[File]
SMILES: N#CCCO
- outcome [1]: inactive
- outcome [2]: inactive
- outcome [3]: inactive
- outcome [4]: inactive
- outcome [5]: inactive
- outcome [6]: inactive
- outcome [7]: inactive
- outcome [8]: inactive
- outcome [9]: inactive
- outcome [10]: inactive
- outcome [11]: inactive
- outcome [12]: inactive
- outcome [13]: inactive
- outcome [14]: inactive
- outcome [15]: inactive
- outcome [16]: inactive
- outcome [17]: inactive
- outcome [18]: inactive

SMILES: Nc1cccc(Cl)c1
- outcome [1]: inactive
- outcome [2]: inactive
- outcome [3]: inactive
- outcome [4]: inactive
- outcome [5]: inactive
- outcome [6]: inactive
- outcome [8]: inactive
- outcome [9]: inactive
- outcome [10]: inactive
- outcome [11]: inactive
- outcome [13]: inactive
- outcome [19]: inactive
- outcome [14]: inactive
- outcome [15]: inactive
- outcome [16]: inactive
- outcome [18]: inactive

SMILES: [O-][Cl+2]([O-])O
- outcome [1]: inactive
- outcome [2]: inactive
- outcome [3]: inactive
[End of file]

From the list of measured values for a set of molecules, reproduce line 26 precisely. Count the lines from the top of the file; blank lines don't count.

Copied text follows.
- outcome [6]: inactive